If you are starting an MBA program or are about to start your MBA degree, you are probably thinking of one learning component: the MBA internship. What do MBA internships look like and what do they have to offer?
MBA internships are a crucial part of any MBA program, providing hands-on experience, networking opportunities, and a close-up view of your future role. This page will offer practical advice on how to find and apply for an MBA internship and how it pays off. MBA internships should be seen as an excellent learning opportunity. Read on to see why.
What is an MBA internship?
An MBA internship is a supervised work experience that typically takes place in the summer after the first or second year of an MBA program. The aim of the internship is to give learners practical work experience in a specific industry. The length of the internship depends on the student: the experience usually lasts 2-3 months for full-time students, while for part-time students it can take a whole year.
Depending on the company, MBA internships are sometimes paid, sometimes unpaid. Some schools offer university credits to complete an internship; However, it depends on the school or program.
The benefits of an MBA internship
Completing an MBA internship offers a variety of benefits for your future career, including:
- Practical experience
- An overview of a particular job / role
- Opportunities to acquire industry knowledge
- Financial compensation
- Possible job offers after the internship
- Higher income after the internship
It’s no wonder that many professionals view their MBA internship experience as a formative experience.
What types of MBA internships are there?
MBA internships are typically focused around three main areas: technology, financial services, and consulting. The most common types of companies that host MBA interns are:
- Design offices
- Technology start-ups
- Financial services and consulting start-ups
- Big tech companies like Apple, Google, Microsoft, etc.
- Large consulting firms like Deloitte, Boston Consulting Group, Bain & Company, etc.
Many MBA programs partner with industry leaders to streamline the internship search process – this can be a stepping stone to securing a secure job with great rewards! However, remember that opportunities can come from almost anywhere, from familiar names to small businesses in your local community.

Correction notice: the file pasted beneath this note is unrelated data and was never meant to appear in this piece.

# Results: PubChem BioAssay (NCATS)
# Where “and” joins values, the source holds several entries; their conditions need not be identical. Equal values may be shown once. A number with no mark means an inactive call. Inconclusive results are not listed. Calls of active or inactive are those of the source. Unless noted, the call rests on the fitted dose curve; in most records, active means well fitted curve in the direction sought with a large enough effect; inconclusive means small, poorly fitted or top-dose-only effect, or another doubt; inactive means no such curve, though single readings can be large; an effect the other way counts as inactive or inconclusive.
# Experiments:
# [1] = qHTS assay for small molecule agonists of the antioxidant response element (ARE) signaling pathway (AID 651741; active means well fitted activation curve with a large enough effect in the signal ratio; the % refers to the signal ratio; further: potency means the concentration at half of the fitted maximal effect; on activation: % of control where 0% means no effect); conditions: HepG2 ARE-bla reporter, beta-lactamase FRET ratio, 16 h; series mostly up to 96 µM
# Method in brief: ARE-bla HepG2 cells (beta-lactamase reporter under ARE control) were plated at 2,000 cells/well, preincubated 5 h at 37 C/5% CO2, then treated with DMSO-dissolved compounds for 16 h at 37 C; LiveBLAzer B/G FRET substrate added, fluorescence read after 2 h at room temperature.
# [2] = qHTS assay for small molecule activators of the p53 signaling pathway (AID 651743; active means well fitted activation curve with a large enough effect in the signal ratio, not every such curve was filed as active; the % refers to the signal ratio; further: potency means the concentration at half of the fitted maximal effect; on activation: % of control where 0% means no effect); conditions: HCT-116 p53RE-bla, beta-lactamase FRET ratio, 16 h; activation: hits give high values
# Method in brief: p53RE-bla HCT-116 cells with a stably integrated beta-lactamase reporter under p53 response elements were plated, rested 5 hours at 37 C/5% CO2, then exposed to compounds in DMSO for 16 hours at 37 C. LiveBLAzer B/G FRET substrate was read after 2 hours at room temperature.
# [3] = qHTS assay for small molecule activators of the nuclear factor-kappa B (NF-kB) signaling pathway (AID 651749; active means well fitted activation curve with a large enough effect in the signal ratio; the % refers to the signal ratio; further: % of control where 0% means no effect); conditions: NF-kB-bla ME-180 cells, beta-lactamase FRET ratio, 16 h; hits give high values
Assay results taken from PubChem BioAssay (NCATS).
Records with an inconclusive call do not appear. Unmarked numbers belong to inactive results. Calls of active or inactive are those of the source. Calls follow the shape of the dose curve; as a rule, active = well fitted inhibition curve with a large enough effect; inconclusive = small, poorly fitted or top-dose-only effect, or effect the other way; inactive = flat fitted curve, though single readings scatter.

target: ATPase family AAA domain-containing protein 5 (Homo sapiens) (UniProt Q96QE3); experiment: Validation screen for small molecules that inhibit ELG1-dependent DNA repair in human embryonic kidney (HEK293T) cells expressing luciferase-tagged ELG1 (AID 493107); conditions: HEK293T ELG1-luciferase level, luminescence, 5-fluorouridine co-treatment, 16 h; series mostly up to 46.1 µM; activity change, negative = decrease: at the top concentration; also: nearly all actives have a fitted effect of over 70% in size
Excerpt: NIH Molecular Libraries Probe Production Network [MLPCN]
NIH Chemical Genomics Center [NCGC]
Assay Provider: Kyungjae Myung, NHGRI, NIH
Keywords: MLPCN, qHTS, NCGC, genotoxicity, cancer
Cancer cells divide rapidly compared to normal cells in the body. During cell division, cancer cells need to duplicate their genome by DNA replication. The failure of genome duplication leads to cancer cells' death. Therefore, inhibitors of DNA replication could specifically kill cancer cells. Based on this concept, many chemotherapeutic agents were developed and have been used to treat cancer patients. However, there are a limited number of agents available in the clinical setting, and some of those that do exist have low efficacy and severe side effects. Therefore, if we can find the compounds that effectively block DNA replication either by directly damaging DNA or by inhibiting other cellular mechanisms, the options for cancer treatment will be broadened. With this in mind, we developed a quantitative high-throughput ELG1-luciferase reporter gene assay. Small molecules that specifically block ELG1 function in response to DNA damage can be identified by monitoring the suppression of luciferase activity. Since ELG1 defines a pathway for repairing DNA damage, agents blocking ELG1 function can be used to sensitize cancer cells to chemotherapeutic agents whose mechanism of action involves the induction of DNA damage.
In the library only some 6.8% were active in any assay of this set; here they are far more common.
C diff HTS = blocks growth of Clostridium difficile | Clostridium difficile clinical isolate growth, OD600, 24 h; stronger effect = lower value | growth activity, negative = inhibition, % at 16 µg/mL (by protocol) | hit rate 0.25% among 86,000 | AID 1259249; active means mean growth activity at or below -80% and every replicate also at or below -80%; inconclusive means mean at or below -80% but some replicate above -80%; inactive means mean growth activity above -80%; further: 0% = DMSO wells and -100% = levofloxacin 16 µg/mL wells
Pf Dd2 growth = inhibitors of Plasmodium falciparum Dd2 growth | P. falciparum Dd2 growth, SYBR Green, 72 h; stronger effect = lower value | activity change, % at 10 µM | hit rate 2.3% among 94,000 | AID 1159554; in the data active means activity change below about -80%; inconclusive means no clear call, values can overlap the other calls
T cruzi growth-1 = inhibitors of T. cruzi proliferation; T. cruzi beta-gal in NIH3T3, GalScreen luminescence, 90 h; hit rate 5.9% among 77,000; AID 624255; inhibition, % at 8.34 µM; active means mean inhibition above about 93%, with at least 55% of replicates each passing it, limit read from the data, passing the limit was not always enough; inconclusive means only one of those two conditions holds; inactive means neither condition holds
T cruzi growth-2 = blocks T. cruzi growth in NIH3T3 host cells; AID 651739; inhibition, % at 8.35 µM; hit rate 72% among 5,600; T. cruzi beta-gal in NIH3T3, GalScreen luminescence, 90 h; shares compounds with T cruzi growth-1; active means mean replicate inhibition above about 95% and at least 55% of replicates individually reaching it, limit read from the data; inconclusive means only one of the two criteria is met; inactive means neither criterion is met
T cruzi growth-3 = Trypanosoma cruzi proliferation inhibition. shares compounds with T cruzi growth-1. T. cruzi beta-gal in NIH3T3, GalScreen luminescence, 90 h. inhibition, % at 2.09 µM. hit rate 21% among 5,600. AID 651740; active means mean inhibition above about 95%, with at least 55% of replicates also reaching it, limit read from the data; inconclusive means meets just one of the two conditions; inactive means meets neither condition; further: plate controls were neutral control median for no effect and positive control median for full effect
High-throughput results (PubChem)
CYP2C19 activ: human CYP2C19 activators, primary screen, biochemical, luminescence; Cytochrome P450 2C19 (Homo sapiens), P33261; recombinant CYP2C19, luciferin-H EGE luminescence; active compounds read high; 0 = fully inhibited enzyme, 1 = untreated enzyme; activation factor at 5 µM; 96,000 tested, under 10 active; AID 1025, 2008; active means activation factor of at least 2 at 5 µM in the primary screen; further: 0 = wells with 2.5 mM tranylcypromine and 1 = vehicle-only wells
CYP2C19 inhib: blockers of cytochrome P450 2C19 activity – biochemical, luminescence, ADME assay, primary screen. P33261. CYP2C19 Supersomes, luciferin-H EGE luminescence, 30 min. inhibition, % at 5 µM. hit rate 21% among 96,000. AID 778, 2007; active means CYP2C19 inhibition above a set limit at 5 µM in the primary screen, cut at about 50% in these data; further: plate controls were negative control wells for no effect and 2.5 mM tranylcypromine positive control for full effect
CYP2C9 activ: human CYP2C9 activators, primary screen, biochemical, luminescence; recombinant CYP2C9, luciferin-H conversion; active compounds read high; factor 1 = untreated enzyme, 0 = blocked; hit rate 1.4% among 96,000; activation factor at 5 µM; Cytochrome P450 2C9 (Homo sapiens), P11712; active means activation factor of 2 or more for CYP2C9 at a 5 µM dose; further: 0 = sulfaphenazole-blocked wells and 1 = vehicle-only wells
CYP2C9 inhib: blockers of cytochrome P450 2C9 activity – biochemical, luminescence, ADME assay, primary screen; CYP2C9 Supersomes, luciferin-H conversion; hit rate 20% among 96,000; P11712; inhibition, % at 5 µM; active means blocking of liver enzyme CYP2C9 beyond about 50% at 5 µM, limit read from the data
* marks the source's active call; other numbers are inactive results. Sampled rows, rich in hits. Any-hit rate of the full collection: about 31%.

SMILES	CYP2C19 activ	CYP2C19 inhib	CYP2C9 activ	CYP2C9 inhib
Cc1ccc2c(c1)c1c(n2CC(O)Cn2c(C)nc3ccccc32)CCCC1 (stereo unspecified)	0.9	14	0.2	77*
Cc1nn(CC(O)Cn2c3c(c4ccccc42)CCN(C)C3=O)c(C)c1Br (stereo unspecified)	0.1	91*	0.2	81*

How to find and land an MBA internship
Finding and landing an MBA internship shouldn’t stress you out. If you approach the process intentionally and strategically, you will easily find the internship that’s right for you! In the future, remember the following tips:
- Prepare for recruitment as early as possible.
To land the right internship, you need to start preparing to apply as early as possible. Recruiters can start accepting applications for summer internships as early as January, so you need a plan of action ready months before your internship begins. Start networking months in advance. Also, keep up to date with and attend information sessions offered by potential recruiters.
You will also need to balance your MBA courses with preparation for the internship. Keep in mind the following time management skills:
- Get enough sleep every night
- Stay organized with a calendar, reminder notifications or other systems
- Use work interval systems, such as the Pomodoro method
2. Gather a list of the types of internships that interest you.
The MBA internship that fits your needs won’t just fall on your knees. Be intentional and make a list of possible options that match your career plans. Quickly cross out the options that do not match. It could mean clarifying your career plans to begin with.